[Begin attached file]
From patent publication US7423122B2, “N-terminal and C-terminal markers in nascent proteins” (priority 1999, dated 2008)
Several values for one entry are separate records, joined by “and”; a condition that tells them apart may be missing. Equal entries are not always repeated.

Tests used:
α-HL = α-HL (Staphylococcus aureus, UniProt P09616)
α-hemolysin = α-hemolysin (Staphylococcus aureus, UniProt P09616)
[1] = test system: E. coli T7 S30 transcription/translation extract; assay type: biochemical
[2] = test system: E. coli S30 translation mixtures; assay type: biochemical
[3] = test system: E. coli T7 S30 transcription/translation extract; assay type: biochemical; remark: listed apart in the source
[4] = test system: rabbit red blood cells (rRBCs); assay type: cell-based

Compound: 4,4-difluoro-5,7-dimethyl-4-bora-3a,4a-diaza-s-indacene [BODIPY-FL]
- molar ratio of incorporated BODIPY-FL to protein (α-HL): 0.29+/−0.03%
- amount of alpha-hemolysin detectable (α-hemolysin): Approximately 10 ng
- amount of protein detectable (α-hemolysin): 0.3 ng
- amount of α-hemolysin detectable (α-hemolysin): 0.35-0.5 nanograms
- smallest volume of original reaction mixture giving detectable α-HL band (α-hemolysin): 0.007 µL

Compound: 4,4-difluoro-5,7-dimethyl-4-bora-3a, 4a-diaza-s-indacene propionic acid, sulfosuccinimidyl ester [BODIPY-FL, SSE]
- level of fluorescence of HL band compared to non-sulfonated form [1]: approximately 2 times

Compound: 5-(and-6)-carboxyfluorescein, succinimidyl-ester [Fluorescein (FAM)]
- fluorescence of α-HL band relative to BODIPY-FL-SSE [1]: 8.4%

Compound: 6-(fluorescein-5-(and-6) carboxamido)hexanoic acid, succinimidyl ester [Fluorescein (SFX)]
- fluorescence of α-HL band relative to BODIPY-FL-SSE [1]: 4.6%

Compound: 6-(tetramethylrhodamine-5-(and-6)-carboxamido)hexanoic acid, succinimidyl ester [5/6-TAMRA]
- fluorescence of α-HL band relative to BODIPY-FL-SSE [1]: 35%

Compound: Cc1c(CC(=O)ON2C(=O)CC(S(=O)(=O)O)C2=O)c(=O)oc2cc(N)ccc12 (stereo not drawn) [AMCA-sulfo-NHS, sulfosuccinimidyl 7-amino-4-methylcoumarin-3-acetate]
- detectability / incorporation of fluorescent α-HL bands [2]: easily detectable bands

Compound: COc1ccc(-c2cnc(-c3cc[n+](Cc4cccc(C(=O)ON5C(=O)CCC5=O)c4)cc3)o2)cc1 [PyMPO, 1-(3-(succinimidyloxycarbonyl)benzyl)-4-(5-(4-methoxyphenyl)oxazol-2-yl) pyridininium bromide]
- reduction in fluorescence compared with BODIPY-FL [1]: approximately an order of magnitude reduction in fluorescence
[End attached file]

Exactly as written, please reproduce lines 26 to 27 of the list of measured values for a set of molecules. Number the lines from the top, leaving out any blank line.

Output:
Compound: COc1ccc(-c2cnc(-c3cc[n+](Cc4cccc(C(=O)ON5C(=O)CCC5=O)c4)cc3)o2)cc1 [PyMPO, 1-(3-(succinimidyloxycarbonyl)benzyl)-4-(5-(4-methoxyphenyl)oxazol-2-yl) pyridininium bromide]
- reduction in fluorescence compared with BODIPY-FL [1]: approximately an order of magnitude reduction in fluorescence